Another difference: Many major players in the series do not inhabit the Deep Space Nine station and even a majority may be recognized as non-Federation citizens. Of the seven ST series, only Discovery devotes as much screen time to matters outside the typical sphere of Earthly/Vulcanly influence.
And, well, it’s not really a “crew” onboard Deep Space Nine in the traditional starship sense.
Factoring all this together, then, Star Trek Guide approaches this particular page a little differently; below are listed the major players of the ST9 set. Within each bio, STG goes to a second degree of separation from what will loosely be called the “main plotline(s).” We’ll get through a couple dozen on the periphery as well. Right … here goes nothing.
Commander/Captain Benjamin Sisko (Avery Brooks) – The only lead character to receive promotion within his/her series’ run, Sisko is a no-nonsense dude from New Orleans who prefers to run a tight, um, station. At first hesitant to take the DS9 post, Sisko is rapidly welcomed by the locals as an emissary to the gods, and he eventually grows to love his job even while serving on the front line during wartime. Sisko is a single parent as well and thus brings his son Jake Sisko (Cirroc Lofton) to the station with him after the death of his wife Sarah Sisko (Deborah Lacey), who was killed in the Battle of Wolf-359. Captain Sisko enjoyed a brief romance with one Kasidy Yates (Penny Johnson Jerald), but that didn’t turn out so well…
Major Kira Nerys (Nana Visitor) – A longtime member of the resistance during the Cardassian occupation of Bajor, Major Kira may be even more serious than Sisko; she is notably Incredibly patriotic (can you say that about a planet?) and devout in a way Gene Roddenberry might not necessarily have dug on. Thanks to this makeup, Kira’s foil Gul Dukat (Marc Alaimo) becomes a persistent and disturbing influence in her life, while her religious leader The Kai (Louise Fletcher) seems to have a disproportionate influence on DS9 metters.
Jadzia Dax (Terry Farrell) and Ezri Dax (Nicole de Boer) – For season 7 of DS9, the symbiote Dax received a new host body, thereby making Dax two characters in one. Jadzia Dax frequently welcomed her old Klingon buddy (and Star Trek staple) Kor (John Colicos) aboard to do something suitably bloody, kicked Ferengi buttt in Tongo and ultimately got Worf to take wedding vows. As for Ezri Dax, well, she’s this series’ Dr. Pulaski.
Dr. Julian Bashir (Alexander Siddig) – Super cool with ldaykiller looks and an off-the-charts IQ that’s only slightly the result of genetic manipulation, Dr. Bashir is another in a long list of awesome ST doctors and habitually shines in his starring moments. On the minus side, we can hold him responsible for the insipid and inexplicably recurring holodeck character Vic Fontaine (James Darren); on the plus side, his dialogue with Chief O’Brien and especially (especially!) with Garak (Andrew Robinson) is 99% pure fantastic.
Chief of Engineering Miles O’Brien (Colm Meaney) – Would you believe Miles O’Brien has appeared on the second-most Star Trek episodes ever? The indomitable Irishman crossed over from TNG, along with his wife Keiko O’Brien (Rosalind Chao) and daughter Molly O’Brien (Hana Hatae) thanks to an apparent promotion to heading the staff and overseeing the great bloody engines of Ds9.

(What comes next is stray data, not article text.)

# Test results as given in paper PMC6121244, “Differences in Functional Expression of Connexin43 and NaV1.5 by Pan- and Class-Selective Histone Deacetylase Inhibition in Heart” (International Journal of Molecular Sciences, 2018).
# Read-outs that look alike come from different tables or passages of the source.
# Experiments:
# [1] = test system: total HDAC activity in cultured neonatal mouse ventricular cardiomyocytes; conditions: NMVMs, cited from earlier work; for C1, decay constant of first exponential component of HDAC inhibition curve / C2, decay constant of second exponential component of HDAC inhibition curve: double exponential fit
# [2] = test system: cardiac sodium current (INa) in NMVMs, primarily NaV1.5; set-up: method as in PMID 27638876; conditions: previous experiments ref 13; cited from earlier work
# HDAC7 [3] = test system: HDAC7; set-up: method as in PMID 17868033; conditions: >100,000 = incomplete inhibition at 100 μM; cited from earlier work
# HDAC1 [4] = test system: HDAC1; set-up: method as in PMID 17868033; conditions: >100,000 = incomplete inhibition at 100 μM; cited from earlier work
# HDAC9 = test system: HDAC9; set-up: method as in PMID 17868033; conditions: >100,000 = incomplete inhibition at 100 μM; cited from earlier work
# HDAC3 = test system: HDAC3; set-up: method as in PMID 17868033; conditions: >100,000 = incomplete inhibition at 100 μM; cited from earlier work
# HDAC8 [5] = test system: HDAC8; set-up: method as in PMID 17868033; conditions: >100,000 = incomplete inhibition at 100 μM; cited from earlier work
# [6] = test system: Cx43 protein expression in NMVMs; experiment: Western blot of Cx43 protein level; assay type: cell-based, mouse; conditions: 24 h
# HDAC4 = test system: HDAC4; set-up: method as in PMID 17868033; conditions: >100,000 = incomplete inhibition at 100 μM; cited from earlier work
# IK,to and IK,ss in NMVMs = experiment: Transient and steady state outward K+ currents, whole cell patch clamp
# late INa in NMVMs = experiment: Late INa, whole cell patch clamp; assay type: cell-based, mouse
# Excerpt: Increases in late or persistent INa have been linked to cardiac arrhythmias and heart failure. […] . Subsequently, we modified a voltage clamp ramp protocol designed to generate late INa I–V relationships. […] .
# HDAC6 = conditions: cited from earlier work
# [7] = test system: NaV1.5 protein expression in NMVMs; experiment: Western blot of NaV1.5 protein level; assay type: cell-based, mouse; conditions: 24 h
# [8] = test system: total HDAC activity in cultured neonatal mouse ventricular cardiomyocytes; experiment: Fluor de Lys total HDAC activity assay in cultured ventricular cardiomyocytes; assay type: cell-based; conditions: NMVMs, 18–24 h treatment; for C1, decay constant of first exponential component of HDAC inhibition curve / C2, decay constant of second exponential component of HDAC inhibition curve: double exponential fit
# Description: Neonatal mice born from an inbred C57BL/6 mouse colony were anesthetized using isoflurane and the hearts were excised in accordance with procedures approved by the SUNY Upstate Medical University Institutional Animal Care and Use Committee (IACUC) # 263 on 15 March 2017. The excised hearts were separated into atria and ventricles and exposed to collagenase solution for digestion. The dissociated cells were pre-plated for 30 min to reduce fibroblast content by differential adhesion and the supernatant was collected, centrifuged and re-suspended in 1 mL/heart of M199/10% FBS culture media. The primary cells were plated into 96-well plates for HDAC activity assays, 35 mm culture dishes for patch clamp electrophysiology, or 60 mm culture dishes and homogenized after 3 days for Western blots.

Odo (René Auberjonois) is the tough-talking, shapeshifting, fear-instilling security chief of DS9 – plus, he gets to be the mysterious alien/student of humanity in this series. Thanks to a mostly empty backstory to begin the series, Odo’s past was slowly revealed through a number of guest appearances by characters from his past. The most commonly-seen visitor to Odo was ultimately the unnamed “Female shapeshifter” (Salome Gens) of his race, a temptress who constantly sought to get Odo back to the Dominion home world.
Quark (Armin Shimmerman) – Deep Space Nine is to the Ferengi as Next Generation was to the Klingons, i.e. a seven-year expansion of the alien culture to admirable depths. As a character, Quark is a primary benefactor of the Ferengi-pushing, as he and his casino bar on the station are given a nice fair share of plotline all to his own while, you know, wars rage in space outside. Among Quark’s kin/employ are his distinctly beta-younger brother Rom (Max Grodénchik); Rom’s son Nog (Aron Eisenberg), who ultimately seeks to become the first Ferengi citizen at Starfleet Academy; his mother Ishka (Cecily Adams), a trendsetter who thinks women should be allowed the right to play capitalism; Ferenginar leader Grand Nagus Zek (Wallace Shawn); and the dabo girl Leeta (Chase Masterson).
Lt. Commander Worf (Michael Dorn) – Here he is, folks: The all-time champion of Star Trek TV series. Michael Dorn managed to get 11 full seasons plus four movies’ worth of life out of nearly everybody’s favorite Klingon. And if Worf isn’t you favorite Klingon, he may have brought him to the station during his years aboard Deep Space Nine: Multiple guest appearances were turned in by Worf’s brother Kurn, son of Mogh (Tony Todd); his son Alexander (Brian Bonsall); Gowron (Robert O’Reilly), badass leader of the Klingon High Council himself; and General Martok (J.G. Hertzler), leader of the Klingon forces in the Dominion War.
Morn (Mark Allen Shepherd) – But what can we say about this guy that he hasn’t already told us himself…?
Mirror Universe versions – The great majority of characters listed on this page (as well as some third-degree characters) also appear in alternate-universe versions of themselves in several episode set within ST’s “mirror universe.” The fate of most of our heroes (with the exception of Garak) is typically far more desperate in the somehow even darker mirror world, and each truly has a distinct character of his/her/its own. So tack on about, what, 40 more characters here.
The point here is that Star Trek: Deep Space Nine is one epic series with one epic cast. Further considering the cast list episode listing, STG has got to say that, like TOS and TNG, DS9 is far ahead of its time in terms of standards for American television series.